UMass Geologists in Greenland

I’d be hard pressed to find a better way to decompress from my NASA-HERA mission than a field expedition to the Arctic. I went from 6 weeks in a 600 square foot pod to 2 weeks in the vast expanses of Greenland’s fjords and tundra. And it was wonderful. I’ll share some photos and experiences here.

A panoramic view of Sillisit and Tunulliarfik Fjord

From June 29 to July 11, 2018, I traveled with a research group from University of Massachusetts to South Greenland in a scientific campaign to calibrate paleoclimate proxies. The overarching goal of the project, which is led by UMass professors Isla Castañeda and Ray Bradley, is to test the hypothesis that climate change may have forced the exodus of Norse settlers from Greenland around the year 1450 AD. Sediment cores have already been collected, and our efforts this field season were to collect soil, sediment, and plant samples in order to improve our understanding of leaf wax and GDGT systematics in these Arctic systems.

Our team consisted of myself (Postdoc, fresh out of the space pod), Isla (UMass professor, geochemist, paleoclimatologist), Boyang Zhao (UMass graduate student working on the Greenland project), and my father JD (horticulturalist and tundra tank – lugging science gear, identifying plants, soaking up the scenery).

In Greenland, we arrive and depart from the town of Narsarsuaq. Our work was done in the nearby villages of Igaliku, Sillisit, and Qassiarsuk. Travel between the towns is via a combination of boat (weaving through a maze of icebergs in Tunulliarfik Fjord) and 4 wheel drive truck (bouncing over one lane dirt/rock roads along the coast). Travel to our field sites is largely by foot.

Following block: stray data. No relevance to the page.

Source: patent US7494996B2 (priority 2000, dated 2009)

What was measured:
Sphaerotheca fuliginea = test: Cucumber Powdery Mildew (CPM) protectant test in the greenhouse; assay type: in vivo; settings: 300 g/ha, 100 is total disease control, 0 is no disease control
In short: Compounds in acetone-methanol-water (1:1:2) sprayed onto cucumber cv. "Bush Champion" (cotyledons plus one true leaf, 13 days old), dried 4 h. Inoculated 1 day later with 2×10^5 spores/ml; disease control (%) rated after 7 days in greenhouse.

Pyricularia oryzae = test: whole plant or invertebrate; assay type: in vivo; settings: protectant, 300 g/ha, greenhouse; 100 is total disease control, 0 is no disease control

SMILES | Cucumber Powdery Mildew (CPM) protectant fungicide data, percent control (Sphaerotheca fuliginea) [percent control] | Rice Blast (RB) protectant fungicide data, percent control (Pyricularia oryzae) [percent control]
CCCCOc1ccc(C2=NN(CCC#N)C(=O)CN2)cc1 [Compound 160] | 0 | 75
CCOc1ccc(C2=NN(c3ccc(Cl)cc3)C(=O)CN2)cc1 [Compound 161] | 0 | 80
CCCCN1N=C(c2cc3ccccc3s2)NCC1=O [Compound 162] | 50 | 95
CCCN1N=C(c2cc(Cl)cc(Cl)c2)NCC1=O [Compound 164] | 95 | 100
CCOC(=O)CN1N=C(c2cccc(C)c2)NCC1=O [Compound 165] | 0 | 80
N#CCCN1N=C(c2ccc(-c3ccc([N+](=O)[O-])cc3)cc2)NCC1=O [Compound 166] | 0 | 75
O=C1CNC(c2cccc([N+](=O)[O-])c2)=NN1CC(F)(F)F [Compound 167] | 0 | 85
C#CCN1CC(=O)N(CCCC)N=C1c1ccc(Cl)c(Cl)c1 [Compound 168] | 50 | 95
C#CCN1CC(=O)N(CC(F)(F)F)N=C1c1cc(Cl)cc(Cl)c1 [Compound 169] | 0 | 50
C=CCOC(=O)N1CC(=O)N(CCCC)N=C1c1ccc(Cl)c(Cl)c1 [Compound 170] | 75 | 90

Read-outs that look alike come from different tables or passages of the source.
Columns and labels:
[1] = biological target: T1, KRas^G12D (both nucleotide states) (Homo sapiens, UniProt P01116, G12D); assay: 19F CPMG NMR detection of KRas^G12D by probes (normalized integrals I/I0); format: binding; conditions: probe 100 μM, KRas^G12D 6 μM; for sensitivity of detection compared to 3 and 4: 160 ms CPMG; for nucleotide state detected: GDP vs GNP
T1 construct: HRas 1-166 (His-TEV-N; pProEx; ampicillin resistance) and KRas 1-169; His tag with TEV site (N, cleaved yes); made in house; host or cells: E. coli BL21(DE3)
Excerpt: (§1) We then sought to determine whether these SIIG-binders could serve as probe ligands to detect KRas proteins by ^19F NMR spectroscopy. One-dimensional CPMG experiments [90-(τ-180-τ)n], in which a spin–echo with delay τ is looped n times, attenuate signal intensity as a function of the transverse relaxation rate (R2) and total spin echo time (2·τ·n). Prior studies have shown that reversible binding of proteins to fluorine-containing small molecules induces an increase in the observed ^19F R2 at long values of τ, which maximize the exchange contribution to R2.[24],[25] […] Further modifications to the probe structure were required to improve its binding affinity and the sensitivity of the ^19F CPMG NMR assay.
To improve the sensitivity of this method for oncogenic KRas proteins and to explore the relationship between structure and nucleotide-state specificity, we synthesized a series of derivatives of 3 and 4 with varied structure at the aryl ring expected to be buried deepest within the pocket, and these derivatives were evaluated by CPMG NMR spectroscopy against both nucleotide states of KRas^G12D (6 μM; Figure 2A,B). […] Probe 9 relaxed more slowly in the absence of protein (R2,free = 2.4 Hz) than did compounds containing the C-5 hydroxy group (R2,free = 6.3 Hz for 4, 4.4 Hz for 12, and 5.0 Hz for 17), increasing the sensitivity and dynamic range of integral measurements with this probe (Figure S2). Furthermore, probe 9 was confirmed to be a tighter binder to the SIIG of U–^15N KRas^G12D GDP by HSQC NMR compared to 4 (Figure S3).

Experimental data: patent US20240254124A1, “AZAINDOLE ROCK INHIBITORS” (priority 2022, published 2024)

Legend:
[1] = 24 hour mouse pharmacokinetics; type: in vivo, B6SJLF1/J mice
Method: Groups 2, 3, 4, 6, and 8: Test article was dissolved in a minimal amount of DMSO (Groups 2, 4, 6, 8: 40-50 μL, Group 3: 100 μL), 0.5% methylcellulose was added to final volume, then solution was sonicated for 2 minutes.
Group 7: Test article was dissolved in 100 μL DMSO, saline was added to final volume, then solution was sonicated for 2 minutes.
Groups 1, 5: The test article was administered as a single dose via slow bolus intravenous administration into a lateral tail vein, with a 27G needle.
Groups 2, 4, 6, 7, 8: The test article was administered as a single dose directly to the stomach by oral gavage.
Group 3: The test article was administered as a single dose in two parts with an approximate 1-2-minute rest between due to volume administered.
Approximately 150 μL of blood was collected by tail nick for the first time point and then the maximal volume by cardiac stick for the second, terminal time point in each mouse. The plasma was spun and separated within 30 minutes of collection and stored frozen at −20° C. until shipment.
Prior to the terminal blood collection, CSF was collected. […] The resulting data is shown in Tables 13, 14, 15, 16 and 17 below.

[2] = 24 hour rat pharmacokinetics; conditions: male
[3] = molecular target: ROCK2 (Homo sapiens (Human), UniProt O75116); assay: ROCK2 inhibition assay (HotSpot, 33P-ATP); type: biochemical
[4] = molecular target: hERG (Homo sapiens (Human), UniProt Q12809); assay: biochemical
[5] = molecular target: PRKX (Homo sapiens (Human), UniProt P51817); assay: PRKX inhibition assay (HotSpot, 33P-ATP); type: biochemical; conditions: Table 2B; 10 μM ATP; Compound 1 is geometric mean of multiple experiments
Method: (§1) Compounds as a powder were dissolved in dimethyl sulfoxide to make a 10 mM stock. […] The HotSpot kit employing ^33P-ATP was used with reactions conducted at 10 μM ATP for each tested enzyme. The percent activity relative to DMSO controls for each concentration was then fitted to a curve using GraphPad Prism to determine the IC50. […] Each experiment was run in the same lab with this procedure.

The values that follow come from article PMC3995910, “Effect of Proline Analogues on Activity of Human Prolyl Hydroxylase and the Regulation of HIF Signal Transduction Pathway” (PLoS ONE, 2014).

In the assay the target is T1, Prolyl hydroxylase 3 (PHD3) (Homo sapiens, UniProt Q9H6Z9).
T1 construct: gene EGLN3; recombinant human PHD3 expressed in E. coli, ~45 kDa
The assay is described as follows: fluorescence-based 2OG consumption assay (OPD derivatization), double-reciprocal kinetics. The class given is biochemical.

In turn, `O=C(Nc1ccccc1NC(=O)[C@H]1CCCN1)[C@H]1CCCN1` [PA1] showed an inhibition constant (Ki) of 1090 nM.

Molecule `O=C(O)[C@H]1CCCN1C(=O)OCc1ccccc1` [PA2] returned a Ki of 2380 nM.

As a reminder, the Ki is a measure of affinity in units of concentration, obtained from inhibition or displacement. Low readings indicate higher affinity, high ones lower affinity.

While not technically within the Arctic Circle, this region felt arctic. It snowed during our first night there. The days were long, and it never really got dark while we were there. The weather was mostly gray, with occasional rain and occasional blue skies. Temperatures were about 50°F. Basically, the perfect summer weather in my opinion 🙂 The food was superb – roast lamb and sheep, fresh fish (cod and trout, I think), tundra berries, tundra tea. ANGELICA in nearly everything!

Our Qassiarsuk host, Pieti, showing off our freshly caught dinner.

Our team of 4 worked hard, lugging our boats, Ekman sampler, hydrolab, buoys, and sediment traps around the tundra. Our electric boat motor crapped out after the first day, so we used muscle power and a graciously-lent set of paddles to navigate the lakes. We’re tough.

There was time in each village after completing our tasks and in the evenings when we could explore. We were blessed with magnificent scenery – icebergs rolling over in the fjord, flocks of lambs and ewes scattered around the hills, huge mountains hidden in the clouds, lakes perched in unexpected places, fields of blooming buttercups, tongues of the Greenland Ice Sheet. I became accustomed to seeing sheep everywhere we went.

One of the highlights of the trip was definitely bottle-feeding baby lambs in Qassiarsuk.

In the end, our scientific goals were accomplished. We successfully found all our sediment traps and re-deployed new ones. The samples we brought home will help Boyang interpret the sediment core records he is generating. I’m grateful for the chance to see another part of the Arctic and to be part of such an interesting project. Now, onto the laboratory analyses – lots more work to do!

Now for some pictures with icebergs:

Mr. Handsome Snout making sure we don’t wander too close to the water. Good boy.

Adventure kitty! It doesn’t know how good it has it.

JD and icebergs.

Boyang finds an iceberg stranded at low-tide.

Isla poses with some icebergs in Sillisit.

Me at Sillisit

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